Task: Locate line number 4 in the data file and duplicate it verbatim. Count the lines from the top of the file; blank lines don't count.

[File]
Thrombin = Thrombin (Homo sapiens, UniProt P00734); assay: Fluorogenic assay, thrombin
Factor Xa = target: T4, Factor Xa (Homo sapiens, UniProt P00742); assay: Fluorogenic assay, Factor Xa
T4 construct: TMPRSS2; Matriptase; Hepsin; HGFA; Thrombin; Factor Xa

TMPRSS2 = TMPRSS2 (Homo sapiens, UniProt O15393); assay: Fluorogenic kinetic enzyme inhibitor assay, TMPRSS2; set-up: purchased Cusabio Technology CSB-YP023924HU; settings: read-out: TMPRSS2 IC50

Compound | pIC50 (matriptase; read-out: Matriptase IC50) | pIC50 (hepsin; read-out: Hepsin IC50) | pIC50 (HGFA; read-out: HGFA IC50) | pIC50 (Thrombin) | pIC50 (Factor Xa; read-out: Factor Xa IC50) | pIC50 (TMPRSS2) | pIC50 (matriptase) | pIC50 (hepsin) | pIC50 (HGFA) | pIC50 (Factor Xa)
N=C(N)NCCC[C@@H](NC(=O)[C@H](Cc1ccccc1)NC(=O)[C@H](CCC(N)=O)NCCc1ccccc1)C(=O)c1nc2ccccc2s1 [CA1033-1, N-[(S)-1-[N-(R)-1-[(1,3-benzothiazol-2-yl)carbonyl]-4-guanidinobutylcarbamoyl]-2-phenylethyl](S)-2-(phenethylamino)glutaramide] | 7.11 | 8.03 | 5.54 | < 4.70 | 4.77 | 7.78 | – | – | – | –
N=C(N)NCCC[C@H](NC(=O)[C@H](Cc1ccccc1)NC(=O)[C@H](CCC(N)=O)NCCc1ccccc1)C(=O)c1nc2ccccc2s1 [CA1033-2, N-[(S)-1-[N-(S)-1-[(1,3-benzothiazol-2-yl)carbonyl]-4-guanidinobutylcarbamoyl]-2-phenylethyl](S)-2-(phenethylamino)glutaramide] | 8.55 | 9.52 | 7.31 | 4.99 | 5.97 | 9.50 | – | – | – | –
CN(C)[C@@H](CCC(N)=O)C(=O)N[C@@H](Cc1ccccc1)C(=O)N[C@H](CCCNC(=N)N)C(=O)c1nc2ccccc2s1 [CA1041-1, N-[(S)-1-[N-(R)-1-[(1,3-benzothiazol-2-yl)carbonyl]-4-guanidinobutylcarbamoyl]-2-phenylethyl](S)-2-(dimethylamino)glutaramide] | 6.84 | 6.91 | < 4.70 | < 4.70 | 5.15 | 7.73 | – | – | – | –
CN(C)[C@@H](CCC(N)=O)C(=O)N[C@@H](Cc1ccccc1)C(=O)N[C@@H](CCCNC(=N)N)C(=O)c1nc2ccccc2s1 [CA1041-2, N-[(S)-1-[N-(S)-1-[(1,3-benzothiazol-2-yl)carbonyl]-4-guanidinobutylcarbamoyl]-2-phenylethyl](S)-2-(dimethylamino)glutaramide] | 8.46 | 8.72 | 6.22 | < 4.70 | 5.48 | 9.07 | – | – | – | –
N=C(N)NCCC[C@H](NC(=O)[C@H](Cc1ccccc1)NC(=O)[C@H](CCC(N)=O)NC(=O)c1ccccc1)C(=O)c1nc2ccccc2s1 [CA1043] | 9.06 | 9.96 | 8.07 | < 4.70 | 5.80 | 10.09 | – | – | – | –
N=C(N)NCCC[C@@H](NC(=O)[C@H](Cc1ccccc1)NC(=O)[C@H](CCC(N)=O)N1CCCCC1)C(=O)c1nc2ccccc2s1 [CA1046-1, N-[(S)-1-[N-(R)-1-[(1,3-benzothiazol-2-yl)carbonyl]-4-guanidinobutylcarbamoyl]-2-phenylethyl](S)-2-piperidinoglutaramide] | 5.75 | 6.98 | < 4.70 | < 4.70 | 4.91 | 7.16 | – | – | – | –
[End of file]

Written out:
TMPRSS2 = TMPRSS2 (Homo sapiens, UniProt O15393); assay: Fluorogenic kinetic enzyme inhibitor assay, TMPRSS2; set-up: purchased Cusabio Technology CSB-YP023924HU; settings: read-out: TMPRSS2 IC50